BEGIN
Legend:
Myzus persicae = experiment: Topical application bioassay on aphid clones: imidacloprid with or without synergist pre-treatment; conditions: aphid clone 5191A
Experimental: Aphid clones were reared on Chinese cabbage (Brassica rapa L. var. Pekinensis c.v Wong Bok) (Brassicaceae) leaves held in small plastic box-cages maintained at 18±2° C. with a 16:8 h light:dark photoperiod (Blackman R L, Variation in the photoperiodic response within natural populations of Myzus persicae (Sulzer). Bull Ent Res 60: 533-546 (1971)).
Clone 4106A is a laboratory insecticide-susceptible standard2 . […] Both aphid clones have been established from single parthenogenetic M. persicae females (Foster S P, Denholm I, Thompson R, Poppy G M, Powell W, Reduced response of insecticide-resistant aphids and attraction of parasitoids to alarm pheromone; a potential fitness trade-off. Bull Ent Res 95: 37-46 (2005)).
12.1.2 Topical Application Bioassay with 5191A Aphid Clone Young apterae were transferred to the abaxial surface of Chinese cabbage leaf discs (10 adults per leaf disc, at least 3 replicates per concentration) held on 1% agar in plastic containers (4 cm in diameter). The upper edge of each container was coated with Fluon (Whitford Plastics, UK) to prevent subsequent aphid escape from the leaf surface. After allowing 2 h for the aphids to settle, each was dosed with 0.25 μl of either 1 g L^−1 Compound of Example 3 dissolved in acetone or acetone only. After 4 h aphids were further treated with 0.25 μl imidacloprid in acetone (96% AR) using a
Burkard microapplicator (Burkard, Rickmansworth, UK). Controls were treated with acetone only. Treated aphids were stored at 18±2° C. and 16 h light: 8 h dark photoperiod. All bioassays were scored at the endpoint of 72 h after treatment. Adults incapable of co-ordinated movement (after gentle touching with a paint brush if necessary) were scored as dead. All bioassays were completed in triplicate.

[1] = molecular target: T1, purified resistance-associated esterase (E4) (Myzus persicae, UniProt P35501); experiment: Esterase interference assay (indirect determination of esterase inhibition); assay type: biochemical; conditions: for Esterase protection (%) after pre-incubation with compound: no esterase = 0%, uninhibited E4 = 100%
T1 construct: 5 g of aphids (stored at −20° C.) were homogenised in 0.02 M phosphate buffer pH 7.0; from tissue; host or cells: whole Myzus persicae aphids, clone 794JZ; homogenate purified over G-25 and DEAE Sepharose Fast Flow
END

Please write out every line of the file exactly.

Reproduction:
Legend:
Myzus persicae = experiment: Topical application bioassay on aphid clones: imidacloprid with or without synergist pre-treatment; conditions: aphid clone 5191A
Experimental: Aphid clones were reared on Chinese cabbage (Brassica rapa L. var. Pekinensis c.v Wong Bok) (Brassicaceae) leaves held in small plastic box-cages maintained at 18±2° C. with a 16:8 h light:dark photoperiod (Blackman R L, Variation in the photoperiodic response within natural populations of Myzus persicae (Sulzer). Bull Ent Res 60: 533-546 (1971)).
Clone 4106A is a laboratory insecticide-susceptible standard2 . […] Both aphid clones have been established from single parthenogenetic M. persicae females (Foster S P, Denholm I, Thompson R, Poppy G M, Powell W, Reduced response of insecticide-resistant aphids and attraction of parasitoids to alarm pheromone; a potential fitness trade-off. Bull Ent Res 95: 37-46 (2005)).
12.1.2 Topical Application Bioassay with 5191A Aphid Clone Young apterae were transferred to the abaxial surface of Chinese cabbage leaf discs (10 adults per leaf disc, at least 3 replicates per concentration) held on 1% agar in plastic containers (4 cm in diameter). The upper edge of each container was coated with Fluon (Whitford Plastics, UK) to prevent subsequent aphid escape from the leaf surface. After allowing 2 h for the aphids to settle, each was dosed with 0.25 μl of either 1 g L^−1 Compound of Example 3 dissolved in acetone or acetone only. After 4 h aphids were further treated with 0.25 μl imidacloprid in acetone (96% AR) using a
Burkard microapplicator (Burkard, Rickmansworth, UK). Controls were treated with acetone only. Treated aphids were stored at 18±2° C. and 16 h light: 8 h dark photoperiod. All bioassays were scored at the endpoint of 72 h after treatment. Adults incapable of co-ordinated movement (after gentle touching with a paint brush if necessary) were scored as dead. All bioassays were completed in triplicate.

[1] = molecular target: T1, purified resistance-associated esterase (E4) (Myzus persicae, UniProt P35501); experiment: Esterase interference assay (indirect determination of esterase inhibition); assay type: biochemical; conditions: for Esterase protection (%) after pre-incubation with compound: no esterase = 0%, uninhibited E4 = 100%
T1 construct: 5 g of aphids (stored at −20° C.) were homogenised in 0.02 M phosphate buffer pH 7.0; from tissue; host or cells: whole Myzus persicae aphids, clone 794JZ; homogenate purified over G-25 and DEAE Sepharose Fast Flow